Darrell Jones Sr. struggles with closure as he searches for answers to what happened in the accident where he lost two sons on Sept. 2 in Mount Sinai. Credit: Morgan Campbell

The cars whizzed by at a steady clip, the roaring often drowning out voices. Aside from a small memorial near a wooded area off County Route 83 and Canal Road, the busy streets held no mark of an auto crash that claimed the lives of brothers Darrius Jones and Darrell Jones II.

For more than two months, Darrell Jones Sr. has journeyed back to the accident scene in Mount Sinai, struggling to re-create the route his sons had driven dozens of times. They knew those roads and turns well. Their mother’s former Cornwallis Court home was only 880 yards from the accident scene.

"I’m gutted to the core. The pain — you can’t describe it because it’s numbing," Darrell Sr., a retired New York City police officer, said about the loss of his sons. "You feel so much pain, and you can’t start a process of healing without having a complete picture of what happened."

Darrius Jones, 16, allegedly was driving at an unsafe speed south on County Route 83 when he ran a red arrow while turning left onto Canal Road at 9:05 p.m. on Sept. 2, according to a Suffolk County Police Department accident report. He collided with a Jeep SUV driven by Alaina Dimaria, of Miller Place.

Less than four hours after the accident, Darrell Sr. said a Suffolk police detective turned to him in the emergency room of Stony Brook University Hospital to tell him his son likely was responsible for the collision. Darrell Sr. pressed for a thorough review, but days later he began to question the scope of the investigation.

"None of this makes sense," Darrell Sr. said. "It says unsafe speed, but nobody can tell me what speed he was traveling. That is a sharp turn. If he was driving fast in that Mustang, he would have spun out."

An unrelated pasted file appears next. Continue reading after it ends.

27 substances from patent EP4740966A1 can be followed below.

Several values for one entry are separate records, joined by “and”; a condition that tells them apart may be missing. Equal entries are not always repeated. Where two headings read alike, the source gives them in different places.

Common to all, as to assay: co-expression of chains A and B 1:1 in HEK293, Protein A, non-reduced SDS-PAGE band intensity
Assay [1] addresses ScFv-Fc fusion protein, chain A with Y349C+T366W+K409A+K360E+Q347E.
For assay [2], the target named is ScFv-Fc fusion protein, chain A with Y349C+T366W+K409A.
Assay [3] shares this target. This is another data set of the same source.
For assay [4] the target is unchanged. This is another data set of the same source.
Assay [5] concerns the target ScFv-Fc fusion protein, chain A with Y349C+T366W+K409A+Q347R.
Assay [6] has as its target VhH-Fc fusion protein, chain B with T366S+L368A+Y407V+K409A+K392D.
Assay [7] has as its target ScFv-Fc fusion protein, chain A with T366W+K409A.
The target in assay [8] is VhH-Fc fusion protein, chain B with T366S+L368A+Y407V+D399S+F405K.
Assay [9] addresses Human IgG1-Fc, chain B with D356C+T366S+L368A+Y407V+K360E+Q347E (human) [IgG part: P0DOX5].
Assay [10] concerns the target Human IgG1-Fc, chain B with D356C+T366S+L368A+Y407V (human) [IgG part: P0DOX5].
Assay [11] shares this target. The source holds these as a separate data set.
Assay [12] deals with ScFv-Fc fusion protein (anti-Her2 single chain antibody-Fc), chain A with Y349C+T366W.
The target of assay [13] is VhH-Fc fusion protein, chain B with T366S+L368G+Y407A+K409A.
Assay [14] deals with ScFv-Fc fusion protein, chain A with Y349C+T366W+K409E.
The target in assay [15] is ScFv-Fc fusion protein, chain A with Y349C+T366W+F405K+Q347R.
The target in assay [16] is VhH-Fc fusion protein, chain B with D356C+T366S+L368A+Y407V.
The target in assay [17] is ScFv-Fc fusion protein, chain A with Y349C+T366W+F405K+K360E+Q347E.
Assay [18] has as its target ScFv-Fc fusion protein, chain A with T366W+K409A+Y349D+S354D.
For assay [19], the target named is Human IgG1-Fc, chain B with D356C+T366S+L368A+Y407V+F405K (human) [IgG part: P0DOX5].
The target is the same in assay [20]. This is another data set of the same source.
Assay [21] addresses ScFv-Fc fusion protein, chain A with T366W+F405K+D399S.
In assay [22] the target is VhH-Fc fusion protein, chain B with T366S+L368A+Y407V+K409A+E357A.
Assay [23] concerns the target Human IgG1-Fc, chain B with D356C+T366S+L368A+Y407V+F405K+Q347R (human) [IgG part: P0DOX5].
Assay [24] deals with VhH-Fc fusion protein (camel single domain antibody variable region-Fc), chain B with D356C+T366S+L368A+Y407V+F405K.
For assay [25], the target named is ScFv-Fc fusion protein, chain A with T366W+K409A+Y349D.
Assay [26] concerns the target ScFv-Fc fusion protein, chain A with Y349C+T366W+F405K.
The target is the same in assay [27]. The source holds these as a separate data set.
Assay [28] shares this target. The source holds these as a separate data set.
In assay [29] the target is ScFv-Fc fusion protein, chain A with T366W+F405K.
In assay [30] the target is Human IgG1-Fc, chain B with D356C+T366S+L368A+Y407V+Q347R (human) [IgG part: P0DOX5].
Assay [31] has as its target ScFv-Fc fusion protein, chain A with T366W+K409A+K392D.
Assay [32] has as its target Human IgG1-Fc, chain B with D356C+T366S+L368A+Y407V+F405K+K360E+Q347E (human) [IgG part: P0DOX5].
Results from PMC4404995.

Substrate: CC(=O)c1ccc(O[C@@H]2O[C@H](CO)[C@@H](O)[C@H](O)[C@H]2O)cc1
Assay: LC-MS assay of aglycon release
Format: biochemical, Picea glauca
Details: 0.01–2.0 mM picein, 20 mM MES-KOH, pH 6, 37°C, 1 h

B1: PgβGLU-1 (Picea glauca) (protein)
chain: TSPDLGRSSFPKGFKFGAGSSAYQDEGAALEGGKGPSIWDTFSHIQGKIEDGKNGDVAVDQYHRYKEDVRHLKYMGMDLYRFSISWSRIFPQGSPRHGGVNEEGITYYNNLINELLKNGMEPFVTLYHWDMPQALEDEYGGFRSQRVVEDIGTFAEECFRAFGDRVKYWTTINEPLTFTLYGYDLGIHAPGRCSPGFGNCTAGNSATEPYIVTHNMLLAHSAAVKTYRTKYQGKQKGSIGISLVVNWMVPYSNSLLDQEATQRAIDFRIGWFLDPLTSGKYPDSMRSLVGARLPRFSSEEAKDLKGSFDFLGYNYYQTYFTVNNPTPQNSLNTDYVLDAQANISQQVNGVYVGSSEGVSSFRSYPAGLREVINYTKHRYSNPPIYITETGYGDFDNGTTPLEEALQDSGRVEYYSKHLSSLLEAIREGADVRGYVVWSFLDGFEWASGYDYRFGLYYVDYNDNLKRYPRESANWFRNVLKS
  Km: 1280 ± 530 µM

The dad also wants to know how police know his son went through a red-turn arrow. "How did they determine he turned against the light?" he said.

The accident report, dated Sept. 3, did not specify how fast anyone was driving, and police declined to comment on the extent of the investigation, but said Friday that it is still ongoing.

Darrius made it home to Coram from football practice at Longwood High School sometime after 8 p.m. the day of the accident. Still clad in his football jersey and cleats, he jumped into the 1998 Mustang he received for his 16th birthday the year before and asked his older brother to join him. He had a learner’s permit that only allowed him to drive with an adult in the car.

It was a balmy night and the top was down when the two went for ice cream. The family first learned from Stony Brook University Hospital staff around 10 p.m. that Darrius was seriously injured. They later found out on their own that Darrell II had died.

Darrius allegedly cut in front of Dimaria, 28, who was heading north on County Route 83, according to the accident report. County Route 83, also called Patchogue Mount Sinai, is a four-lane highway that runs north and south from Route 25A to Sunrise Highway, with speed limits of 55 mph.

There have been 14 accidents this year at the intersection of County Route 83 and Canal Road, as of Aug. 31, including nine crashes where people were hurt, according to the state Department of Transportation. Last year, there were 17 crashes, with four of them resulting in injuries. In 2019, there were 15 crashes, and seven of them involved injuries.

Suffolk County, which is responsible for maintaining the roads, did not immediately respond to requests for comment about the intersection.

In the area where the accident occurred, there are six lanes, including turn lanes in each direction, divided by a grassy median. There also are several traffic lights, with separate lights for turning east and west onto Canal Road. Canal Road has one eastbound lane and three westbound lanes, including turn lanes there.

Dad left 'just driving in circles'